Growing up in suburban Illinois, Keith Carollo remembers driving with his family into Chicago and passing the billboard for the Magikist Carpet Cleaning company on their way into the city. The Magikist logo? A giant pair of red lips. Lips figure prominently in Carollo's work, partly because of this childhood resonance—lips act as symbols of culture and urbanity—but also because of their graphic simplicity. "I can't really draw a face," says Carollo, "but lips are easy."
Easy or not, a couple of pairs of Carollo's lips popped up on the sides of buildings in Kingston for the O+ Festival, part of the event's mural program. The floating red appendages surprise the viewer in their industrial context, at once sensual, goofy, and sophisticated, reminiscent in equal parts of Milton Glaser and Francis Cugat's book cover for The Great Gatsby. "I hope there's some little kid who will love them and be inspired by them like I was," he says. Carollo also has a fascination with swans, whose silhouettes often appear in his work. "I guess I'm like a big girl," Carollo says, and laughs. "I like lips and swans."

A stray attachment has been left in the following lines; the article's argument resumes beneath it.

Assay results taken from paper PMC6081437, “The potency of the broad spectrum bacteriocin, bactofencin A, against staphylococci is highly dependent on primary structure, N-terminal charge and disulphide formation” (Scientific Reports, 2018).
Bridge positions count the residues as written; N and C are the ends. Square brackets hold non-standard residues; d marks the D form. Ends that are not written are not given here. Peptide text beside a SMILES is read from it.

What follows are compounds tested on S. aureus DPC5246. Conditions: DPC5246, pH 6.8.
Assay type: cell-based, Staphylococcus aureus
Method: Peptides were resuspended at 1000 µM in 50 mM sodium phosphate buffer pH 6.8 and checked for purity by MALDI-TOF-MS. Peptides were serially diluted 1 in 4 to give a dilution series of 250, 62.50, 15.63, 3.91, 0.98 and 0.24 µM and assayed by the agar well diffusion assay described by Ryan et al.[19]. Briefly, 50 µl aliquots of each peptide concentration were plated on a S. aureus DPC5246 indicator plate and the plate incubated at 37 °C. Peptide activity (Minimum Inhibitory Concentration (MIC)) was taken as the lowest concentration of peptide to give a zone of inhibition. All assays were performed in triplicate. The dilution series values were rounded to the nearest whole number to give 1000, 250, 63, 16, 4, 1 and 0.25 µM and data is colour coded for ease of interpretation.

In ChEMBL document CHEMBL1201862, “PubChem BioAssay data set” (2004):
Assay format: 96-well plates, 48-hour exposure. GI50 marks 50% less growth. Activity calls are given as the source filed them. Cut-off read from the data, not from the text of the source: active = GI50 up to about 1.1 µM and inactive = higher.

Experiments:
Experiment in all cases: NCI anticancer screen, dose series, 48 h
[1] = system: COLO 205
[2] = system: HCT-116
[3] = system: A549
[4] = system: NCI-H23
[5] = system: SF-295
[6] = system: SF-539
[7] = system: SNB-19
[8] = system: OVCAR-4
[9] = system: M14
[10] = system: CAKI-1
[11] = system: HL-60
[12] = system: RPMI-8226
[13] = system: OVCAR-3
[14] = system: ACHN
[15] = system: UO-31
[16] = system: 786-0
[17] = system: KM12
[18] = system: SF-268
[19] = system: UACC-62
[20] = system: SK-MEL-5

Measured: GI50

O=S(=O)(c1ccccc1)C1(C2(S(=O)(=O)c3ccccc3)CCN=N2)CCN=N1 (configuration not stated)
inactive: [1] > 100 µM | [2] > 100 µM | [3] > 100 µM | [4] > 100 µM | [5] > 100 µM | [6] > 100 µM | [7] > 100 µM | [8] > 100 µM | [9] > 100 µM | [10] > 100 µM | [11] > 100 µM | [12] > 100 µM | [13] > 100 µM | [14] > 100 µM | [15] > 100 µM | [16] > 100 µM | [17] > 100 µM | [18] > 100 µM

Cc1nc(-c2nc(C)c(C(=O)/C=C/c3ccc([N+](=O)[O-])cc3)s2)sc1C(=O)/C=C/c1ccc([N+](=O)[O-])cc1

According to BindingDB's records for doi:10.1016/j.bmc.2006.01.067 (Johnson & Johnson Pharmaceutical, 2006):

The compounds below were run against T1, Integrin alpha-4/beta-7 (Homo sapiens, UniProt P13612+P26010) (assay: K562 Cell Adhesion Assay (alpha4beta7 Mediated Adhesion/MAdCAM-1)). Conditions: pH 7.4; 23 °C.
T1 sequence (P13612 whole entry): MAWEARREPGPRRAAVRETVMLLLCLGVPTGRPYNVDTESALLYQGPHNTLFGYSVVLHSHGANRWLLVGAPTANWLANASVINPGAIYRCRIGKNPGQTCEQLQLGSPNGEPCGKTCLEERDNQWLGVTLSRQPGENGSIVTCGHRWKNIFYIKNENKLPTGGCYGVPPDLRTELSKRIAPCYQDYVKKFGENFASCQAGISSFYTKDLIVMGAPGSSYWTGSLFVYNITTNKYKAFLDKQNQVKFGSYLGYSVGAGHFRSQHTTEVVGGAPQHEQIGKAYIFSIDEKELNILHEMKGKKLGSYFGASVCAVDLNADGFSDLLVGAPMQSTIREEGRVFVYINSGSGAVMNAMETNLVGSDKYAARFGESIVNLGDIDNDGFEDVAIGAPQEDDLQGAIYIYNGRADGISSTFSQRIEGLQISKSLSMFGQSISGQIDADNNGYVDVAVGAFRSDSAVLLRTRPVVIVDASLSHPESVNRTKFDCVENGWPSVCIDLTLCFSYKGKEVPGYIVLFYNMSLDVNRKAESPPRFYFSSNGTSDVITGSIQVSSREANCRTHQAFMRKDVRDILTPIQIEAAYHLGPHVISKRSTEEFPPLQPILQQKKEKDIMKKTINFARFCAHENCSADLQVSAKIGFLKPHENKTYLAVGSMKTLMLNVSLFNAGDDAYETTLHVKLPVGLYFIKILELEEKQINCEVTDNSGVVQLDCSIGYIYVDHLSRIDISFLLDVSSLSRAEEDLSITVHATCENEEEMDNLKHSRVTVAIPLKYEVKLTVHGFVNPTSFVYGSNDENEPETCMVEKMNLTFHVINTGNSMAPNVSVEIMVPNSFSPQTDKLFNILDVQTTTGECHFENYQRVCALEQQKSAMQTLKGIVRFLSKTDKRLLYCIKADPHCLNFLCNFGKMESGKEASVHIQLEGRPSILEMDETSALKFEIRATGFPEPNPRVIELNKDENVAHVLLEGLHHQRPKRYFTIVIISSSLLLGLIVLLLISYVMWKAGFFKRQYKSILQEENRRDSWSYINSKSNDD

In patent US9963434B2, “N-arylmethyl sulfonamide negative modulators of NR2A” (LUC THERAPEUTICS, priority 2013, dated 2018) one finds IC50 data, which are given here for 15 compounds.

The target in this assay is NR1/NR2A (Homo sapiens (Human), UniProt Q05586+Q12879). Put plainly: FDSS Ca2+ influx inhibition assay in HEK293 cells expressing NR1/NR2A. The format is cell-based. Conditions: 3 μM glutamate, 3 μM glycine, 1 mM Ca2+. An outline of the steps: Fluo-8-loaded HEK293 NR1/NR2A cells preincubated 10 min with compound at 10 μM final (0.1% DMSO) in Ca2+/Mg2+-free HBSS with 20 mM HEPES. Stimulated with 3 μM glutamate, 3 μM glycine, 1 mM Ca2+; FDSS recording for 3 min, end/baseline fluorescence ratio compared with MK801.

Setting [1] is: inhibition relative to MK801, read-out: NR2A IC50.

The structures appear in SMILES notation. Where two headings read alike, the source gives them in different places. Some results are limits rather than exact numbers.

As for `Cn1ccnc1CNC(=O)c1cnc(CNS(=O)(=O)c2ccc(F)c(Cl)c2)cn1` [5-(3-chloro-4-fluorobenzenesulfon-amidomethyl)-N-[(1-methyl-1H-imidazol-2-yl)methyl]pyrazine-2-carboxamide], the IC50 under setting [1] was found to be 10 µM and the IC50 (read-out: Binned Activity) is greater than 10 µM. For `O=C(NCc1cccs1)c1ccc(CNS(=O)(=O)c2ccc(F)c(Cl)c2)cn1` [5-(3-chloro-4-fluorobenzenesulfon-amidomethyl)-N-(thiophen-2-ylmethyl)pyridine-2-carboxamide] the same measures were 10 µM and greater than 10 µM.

Back in 1998, Carollo and his husband Chris Bick started e-tailer Fredflare.com, selling Urban Outfitters-style novelty gift items, clothing, and accessories. Growing the company from a start-up in their apartment to a 20-person Internet dynamo took a toll on the pair, and they sold the company earlier this year and relocated to their weekend house in Mount Tremper. This has allowed them to focus on creative adventures—for Carollo, art ("I always dreamed of going to art school," he says); for Bick, pursuing an acting career. Bick will be starring in the STS Playhouse production of "The Lady in Question" this month. Bick is in character as the femme fatale Gertrude Garnett in the cover image.
Carollo credits his stepfather, a clown by profession, for instilling in him the freedom to follow his intuition and not worry about having a traditional job. (He notes that his stepfather went bankrupt.)
Simplicity is a guiding principle for Carollo, who has a background in graphic design. "I've always loved to play with colors, shapes, geometry," he says. "I like getting to the essence of things." On his Etsy page, there is currently one item for sale (Carollo hopes to have more pieces up for the holiday season), a laser-cut melamine phrase: Don't Worry About It. Eleven inches square and a quarter-inch thick, it can be used as either wall art or a trivet. This marriage of inspirational phrases, art, and practicality is classic Carollo. "The things I make are somewhere between Ellsworth Kelly and a fuzzy kitty 'Hang in There!' poster," he says.
—Brian K. Mahoney